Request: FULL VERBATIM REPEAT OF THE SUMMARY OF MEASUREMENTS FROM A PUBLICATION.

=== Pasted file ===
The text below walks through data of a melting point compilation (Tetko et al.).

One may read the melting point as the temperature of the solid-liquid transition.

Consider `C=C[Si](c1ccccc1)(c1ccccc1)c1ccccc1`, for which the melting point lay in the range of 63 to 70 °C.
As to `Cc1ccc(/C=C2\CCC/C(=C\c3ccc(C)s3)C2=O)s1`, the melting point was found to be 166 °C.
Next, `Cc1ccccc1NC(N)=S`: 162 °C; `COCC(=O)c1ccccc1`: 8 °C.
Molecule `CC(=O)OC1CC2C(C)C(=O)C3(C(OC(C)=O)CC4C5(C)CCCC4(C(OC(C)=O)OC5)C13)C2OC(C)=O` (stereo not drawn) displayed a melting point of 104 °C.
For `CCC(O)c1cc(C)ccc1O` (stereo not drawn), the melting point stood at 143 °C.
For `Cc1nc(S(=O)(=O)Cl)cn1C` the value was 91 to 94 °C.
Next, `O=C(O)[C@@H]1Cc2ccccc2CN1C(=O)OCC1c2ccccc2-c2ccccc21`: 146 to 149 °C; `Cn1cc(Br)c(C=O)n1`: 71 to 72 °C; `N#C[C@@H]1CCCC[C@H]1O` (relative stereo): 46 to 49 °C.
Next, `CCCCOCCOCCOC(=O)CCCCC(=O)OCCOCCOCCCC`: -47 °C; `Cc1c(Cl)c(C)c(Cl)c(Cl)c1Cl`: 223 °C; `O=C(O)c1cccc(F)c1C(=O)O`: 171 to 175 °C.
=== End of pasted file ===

The text below walks through data of a melting point compilation (Tetko et al.).

One may read the melting point as the temperature of the solid-liquid transition.

Consider `C=C[Si](c1ccccc1)(c1ccccc1)c1ccccc1`, for which the melting point lay in the range of 63 to 70 °C.
As to `Cc1ccc(/C=C2\CCC/C(=C\c3ccc(C)s3)C2=O)s1`, the melting point was found to be 166 °C.
Next, `Cc1ccccc1NC(N)=S`: 162 °C; `COCC(=O)c1ccccc1`: 8 °C.
Molecule `CC(=O)OC1CC2C(C)C(=O)C3(C(OC(C)=O)CC4C5(C)CCCC4(C(OC(C)=O)OC5)C13)C2OC(C)=O` (stereo not drawn) displayed a melting point of 104 °C.
For `CCC(O)c1cc(C)ccc1O` (stereo not drawn), the melting point stood at 143 °C.
For `Cc1nc(S(=O)(=O)Cl)cn1C` the value was 91 to 94 °C.
Next, `O=C(O)[C@@H]1Cc2ccccc2CN1C(=O)OCC1c2ccccc2-c2ccccc21`: 146 to 149 °C; `Cn1cc(Br)c(C=O)n1`: 71 to 72 °C; `N#C[C@@H]1CCCC[C@H]1O` (relative stereo): 46 to 49 °C.
Next, `CCCCOCCOCCOC(=O)CCCCC(=O)OCCOCCOCCCC`: -47 °C; `Cc1c(Cl)c(C)c(Cl)c(Cl)c1Cl`: 223 °C; `O=C(O)c1cccc(F)c1C(=O)O`: 171 to 175 °C.